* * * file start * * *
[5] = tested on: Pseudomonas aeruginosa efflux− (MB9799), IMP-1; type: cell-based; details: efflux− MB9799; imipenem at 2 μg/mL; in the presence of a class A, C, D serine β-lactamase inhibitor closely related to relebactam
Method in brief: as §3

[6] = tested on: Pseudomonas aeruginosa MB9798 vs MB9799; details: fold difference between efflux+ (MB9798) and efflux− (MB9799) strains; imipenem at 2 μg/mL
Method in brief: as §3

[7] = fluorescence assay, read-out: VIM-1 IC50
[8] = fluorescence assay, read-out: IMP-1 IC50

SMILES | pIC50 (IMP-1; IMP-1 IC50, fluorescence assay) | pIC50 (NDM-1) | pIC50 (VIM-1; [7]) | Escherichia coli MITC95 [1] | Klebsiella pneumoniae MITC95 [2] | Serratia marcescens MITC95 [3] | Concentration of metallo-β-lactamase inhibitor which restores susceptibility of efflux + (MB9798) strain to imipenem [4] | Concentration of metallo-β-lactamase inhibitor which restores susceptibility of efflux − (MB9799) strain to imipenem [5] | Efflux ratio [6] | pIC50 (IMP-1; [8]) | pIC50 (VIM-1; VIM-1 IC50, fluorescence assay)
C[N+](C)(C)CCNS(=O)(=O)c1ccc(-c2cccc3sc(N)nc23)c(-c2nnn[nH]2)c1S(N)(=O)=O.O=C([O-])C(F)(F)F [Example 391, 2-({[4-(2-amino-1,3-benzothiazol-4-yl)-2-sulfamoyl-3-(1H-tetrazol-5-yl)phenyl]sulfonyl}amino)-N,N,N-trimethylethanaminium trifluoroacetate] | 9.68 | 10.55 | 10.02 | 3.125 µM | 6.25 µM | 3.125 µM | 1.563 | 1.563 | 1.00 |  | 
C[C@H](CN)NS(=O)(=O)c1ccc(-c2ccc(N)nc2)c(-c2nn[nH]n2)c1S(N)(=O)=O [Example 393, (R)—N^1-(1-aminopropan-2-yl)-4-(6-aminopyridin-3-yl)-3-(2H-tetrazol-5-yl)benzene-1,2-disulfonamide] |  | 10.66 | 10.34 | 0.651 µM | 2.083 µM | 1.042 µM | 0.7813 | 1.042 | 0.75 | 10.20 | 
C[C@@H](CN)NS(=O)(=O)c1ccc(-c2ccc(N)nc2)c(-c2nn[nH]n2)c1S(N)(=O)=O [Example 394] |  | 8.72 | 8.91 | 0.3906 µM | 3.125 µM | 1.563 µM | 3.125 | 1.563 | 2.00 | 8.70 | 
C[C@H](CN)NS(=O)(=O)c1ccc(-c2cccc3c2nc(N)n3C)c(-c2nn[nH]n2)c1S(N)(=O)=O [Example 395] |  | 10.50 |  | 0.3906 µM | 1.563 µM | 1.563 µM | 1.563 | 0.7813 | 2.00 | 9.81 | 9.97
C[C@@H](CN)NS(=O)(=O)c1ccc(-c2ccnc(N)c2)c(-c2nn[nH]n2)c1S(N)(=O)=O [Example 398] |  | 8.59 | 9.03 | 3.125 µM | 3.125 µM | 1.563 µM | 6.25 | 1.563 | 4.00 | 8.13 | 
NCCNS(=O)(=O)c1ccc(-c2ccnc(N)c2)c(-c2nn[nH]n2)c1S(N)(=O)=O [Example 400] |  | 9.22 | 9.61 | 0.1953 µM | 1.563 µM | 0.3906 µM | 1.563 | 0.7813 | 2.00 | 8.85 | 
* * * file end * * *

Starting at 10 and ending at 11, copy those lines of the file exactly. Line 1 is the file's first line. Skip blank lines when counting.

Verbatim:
C[C@@H](CN)NS(=O)(=O)c1ccc(-c2ccc(N)nc2)c(-c2nn[nH]n2)c1S(N)(=O)=O [Example 394] |  | 8.72 | 8.91 | 0.3906 µM | 3.125 µM | 1.563 µM | 3.125 | 1.563 | 2.00 | 8.70 | 
C[C@H](CN)NS(=O)(=O)c1ccc(-c2cccc3c2nc(N)n3C)c(-c2nn[nH]n2)c1S(N)(=O)=O [Example 395] |  | 10.50 |  | 0.3906 µM | 1.563 µM | 1.563 µM | 1.563 | 0.7813 | 2.00 | 9.81 | 9.97